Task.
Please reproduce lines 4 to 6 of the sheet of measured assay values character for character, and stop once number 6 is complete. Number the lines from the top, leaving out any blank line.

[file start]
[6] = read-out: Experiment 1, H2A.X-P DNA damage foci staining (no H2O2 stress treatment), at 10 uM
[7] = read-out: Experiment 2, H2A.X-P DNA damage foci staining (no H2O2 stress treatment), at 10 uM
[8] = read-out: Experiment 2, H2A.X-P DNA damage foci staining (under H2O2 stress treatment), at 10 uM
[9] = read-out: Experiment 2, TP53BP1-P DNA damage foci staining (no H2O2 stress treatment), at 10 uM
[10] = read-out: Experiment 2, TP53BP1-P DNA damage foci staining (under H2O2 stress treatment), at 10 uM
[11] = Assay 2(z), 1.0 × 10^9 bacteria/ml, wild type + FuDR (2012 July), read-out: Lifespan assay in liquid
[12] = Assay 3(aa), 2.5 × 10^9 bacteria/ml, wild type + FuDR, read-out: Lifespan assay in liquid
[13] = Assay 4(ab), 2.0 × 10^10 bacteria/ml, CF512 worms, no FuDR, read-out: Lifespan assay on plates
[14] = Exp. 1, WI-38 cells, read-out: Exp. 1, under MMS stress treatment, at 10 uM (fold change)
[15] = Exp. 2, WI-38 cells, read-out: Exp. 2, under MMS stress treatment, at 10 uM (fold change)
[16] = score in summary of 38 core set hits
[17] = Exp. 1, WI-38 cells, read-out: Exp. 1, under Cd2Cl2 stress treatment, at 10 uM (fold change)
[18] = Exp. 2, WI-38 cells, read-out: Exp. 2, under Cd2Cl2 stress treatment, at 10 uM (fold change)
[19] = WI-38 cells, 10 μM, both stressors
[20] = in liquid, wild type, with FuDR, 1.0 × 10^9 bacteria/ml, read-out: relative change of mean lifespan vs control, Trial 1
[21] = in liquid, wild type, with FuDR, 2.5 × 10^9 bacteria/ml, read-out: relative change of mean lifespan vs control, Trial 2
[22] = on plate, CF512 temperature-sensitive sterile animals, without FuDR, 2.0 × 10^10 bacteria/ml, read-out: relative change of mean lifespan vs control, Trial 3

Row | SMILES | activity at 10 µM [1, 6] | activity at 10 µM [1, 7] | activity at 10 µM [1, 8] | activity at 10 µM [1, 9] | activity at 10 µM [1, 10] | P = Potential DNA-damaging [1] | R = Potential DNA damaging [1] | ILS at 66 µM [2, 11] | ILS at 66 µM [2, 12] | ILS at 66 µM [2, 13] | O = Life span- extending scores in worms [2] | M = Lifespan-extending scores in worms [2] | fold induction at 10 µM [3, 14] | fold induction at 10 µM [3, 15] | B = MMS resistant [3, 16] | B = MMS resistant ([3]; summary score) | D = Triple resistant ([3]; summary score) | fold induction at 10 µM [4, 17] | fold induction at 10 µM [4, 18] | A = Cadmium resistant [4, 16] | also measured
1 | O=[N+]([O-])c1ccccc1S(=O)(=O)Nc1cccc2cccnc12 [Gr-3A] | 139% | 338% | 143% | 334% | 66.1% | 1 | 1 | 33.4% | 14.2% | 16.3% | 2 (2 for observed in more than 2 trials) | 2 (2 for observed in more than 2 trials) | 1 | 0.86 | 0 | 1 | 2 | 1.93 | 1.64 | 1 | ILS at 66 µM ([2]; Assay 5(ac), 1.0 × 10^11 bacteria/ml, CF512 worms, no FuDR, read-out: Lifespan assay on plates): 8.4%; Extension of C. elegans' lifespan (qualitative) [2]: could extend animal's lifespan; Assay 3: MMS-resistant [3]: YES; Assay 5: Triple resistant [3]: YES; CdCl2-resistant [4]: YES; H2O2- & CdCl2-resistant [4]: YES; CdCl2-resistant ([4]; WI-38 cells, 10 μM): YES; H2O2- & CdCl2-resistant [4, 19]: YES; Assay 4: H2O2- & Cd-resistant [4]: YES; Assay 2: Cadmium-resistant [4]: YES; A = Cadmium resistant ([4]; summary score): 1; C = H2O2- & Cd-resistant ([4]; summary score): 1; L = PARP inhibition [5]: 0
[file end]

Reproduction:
[9] = read-out: Experiment 2, TP53BP1-P DNA damage foci staining (no H2O2 stress treatment), at 10 uM
[10] = read-out: Experiment 2, TP53BP1-P DNA damage foci staining (under H2O2 stress treatment), at 10 uM
[11] = Assay 2(z), 1.0 × 10^9 bacteria/ml, wild type + FuDR (2012 July), read-out: Lifespan assay in liquid